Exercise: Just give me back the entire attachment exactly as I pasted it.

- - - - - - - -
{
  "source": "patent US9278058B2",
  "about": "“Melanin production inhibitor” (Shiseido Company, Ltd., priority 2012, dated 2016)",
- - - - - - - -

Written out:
{
  "source": "patent US9278058B2",
  "about": "“Melanin production inhibitor” (Shiseido Company, Ltd., priority 2012, dated 2016)",